Mon May 29 08:37:17 2023 kern.warn kernel: [138217.006225] RAX: ffffffffffffffda RBX: 000000000000002c RCX: 00007f64d71dc399
Mon May 29 08:37:17 2023 kern.warn kernel: [138217.006882] RDX: 0000000000000020 RSI: 00007f64d5d6d080 RDI: 0000000000000003
Mon May 29 08:37:17 2023 kern.warn kernel: [138217.007530] RBP: 00007f64d4e89b30 R08: 00007f64d5400000 R09: 000000000000000c
Mon May 29 08:37:17 2023 kern.warn kernel: [138217.008158] R10: 0000000000000000 R11: 0000000000000246 R12: 0000000000000000
Mon May 29 08:37:17 2023 kern.warn kernel: [138217.008772] R13: 00007f64d53eb7e8 R14: 0000000000000001 R15: 0000000000000000
Mon May 29 08:37:17 2023 kern.warn kernel: [138217.009378]  </TASK>
Mon May 29 08:37:17 2023 kern.warn kernel: [138217.009884] ---[ end trace 57b675713d9ff314 ]---

My philosophy for "make sure it works first" has meant to me that all data paths should be processed by the snort rules (i.e., everything that passes between any of router, WAN and LAN in any direction). My assumption is that if an attacker compromises your router, then snort should try to scan the router->somewhere packets. I'm not sure that's a productive avenue to follow; we assume that the router is not going to be compromised for the most part (see recent forum post on SE Linux), so maybe that's the direction I should follow here.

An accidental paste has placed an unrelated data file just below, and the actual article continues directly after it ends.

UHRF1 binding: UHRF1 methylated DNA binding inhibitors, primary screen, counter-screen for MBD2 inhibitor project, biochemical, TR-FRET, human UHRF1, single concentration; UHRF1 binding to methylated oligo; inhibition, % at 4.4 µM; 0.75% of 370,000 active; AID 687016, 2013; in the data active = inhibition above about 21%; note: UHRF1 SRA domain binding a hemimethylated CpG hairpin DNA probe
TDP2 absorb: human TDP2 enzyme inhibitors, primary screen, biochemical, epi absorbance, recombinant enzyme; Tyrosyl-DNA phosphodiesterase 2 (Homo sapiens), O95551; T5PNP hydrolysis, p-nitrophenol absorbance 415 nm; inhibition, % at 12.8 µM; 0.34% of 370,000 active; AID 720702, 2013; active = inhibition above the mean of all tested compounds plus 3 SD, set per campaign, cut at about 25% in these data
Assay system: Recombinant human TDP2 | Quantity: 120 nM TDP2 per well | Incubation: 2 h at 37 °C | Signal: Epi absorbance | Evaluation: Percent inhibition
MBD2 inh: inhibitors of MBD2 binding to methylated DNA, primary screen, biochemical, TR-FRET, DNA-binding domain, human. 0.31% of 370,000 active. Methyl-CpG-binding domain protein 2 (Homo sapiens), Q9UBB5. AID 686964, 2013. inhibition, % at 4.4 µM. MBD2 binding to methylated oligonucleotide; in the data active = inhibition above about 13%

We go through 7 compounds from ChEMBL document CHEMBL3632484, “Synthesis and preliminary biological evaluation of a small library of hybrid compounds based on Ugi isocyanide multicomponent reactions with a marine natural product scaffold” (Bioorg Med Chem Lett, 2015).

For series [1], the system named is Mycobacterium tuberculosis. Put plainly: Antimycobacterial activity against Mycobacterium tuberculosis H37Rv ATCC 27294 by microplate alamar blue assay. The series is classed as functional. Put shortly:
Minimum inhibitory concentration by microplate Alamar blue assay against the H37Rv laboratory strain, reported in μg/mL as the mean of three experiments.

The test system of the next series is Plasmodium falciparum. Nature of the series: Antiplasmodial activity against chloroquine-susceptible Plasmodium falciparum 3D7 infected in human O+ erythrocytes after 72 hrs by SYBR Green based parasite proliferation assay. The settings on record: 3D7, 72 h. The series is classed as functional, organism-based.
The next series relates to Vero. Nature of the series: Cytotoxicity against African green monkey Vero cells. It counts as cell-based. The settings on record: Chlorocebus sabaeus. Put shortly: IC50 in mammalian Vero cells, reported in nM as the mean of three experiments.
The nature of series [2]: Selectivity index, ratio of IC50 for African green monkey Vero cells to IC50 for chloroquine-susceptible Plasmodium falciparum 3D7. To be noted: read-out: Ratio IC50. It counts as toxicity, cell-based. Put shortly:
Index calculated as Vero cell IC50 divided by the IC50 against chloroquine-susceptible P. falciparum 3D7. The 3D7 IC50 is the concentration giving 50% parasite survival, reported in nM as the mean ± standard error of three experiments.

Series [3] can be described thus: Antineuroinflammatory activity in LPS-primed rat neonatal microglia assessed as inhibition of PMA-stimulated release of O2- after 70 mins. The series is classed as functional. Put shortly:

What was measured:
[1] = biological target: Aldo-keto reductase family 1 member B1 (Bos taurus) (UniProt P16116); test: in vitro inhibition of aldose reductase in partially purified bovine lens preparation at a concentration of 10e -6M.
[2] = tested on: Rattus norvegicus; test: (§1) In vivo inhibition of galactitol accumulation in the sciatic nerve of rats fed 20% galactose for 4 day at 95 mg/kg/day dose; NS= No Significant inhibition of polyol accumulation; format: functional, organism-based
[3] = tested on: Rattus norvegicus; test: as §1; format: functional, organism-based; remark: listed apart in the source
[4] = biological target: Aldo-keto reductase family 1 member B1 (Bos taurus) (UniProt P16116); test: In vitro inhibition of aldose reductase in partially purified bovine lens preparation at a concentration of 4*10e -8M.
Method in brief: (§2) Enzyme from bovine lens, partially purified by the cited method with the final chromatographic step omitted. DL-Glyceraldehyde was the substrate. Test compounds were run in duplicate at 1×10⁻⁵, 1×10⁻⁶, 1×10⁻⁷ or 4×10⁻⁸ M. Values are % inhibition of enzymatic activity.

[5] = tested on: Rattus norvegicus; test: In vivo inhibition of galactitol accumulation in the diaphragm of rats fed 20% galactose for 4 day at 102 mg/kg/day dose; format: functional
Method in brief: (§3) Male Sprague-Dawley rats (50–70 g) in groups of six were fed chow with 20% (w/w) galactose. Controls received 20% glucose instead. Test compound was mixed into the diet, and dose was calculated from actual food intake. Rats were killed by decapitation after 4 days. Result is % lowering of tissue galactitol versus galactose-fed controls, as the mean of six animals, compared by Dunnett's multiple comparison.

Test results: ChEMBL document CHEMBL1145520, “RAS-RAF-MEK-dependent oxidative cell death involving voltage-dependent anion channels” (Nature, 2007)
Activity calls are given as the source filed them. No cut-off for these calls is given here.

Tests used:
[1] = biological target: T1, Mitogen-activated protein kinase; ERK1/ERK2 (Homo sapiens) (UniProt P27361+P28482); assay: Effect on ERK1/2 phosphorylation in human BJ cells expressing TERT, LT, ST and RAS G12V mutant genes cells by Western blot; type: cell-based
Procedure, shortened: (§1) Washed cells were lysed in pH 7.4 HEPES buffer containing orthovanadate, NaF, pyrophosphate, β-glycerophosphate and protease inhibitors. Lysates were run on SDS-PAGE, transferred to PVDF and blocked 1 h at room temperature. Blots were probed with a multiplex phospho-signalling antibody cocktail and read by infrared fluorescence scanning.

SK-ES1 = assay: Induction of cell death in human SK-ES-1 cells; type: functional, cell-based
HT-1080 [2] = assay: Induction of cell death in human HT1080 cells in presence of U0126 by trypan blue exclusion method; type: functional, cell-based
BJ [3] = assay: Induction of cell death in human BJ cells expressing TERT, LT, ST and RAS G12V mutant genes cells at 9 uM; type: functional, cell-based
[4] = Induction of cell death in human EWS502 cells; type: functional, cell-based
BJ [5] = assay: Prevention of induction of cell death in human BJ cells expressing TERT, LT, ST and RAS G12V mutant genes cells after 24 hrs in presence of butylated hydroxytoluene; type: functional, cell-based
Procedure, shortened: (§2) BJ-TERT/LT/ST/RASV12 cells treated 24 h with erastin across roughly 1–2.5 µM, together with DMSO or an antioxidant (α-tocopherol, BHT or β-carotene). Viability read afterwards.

If I discard my requirement that packets originating from the router itself be processed, then the obvious chain to use would be raw prerouting, as that precedes everything but defrag and hence should produce the best performance.

Side note: you should all change "flush table" to "delete table" in the setup script, as "flush" doesn't delete the chains and if you change it's hook, you'll get errors.

nft list tables | grep -q 'snort' && nft delete table inet snort

Exactly that was also my thought that's why I tried the prerouting hook but it didn't work but if I look at it it might work if we specify it more on raw prerouting. I'll see if I can make it work the nice thing is we only need to delete and recreate the rules without restarting snort that saves time.

//edit/ I have tested it again with prerouting the performance does not go over 50Mbit. So it remains the fastest is the forward hook the safest the postrouting hook everything else brings unacceptable performence.

//edit2/ It seems that with the Nfq Daq it is better to turn on gro and tso, only lro (software flow offloading) must remain off.

Well, forward should be faster since it's missing "half" of the packets that go through the input/output chains.

             /-> input -> output -\
-> prerouting                      postrouting ->
             \-> forward ---------/

Any malicious actions against the router itself will be missed if you only scan on the forward chain.

Running these four commands from 192.168.1.121 (workstation on LAN):

ping -c4 192.168.1.121  # Ping "self"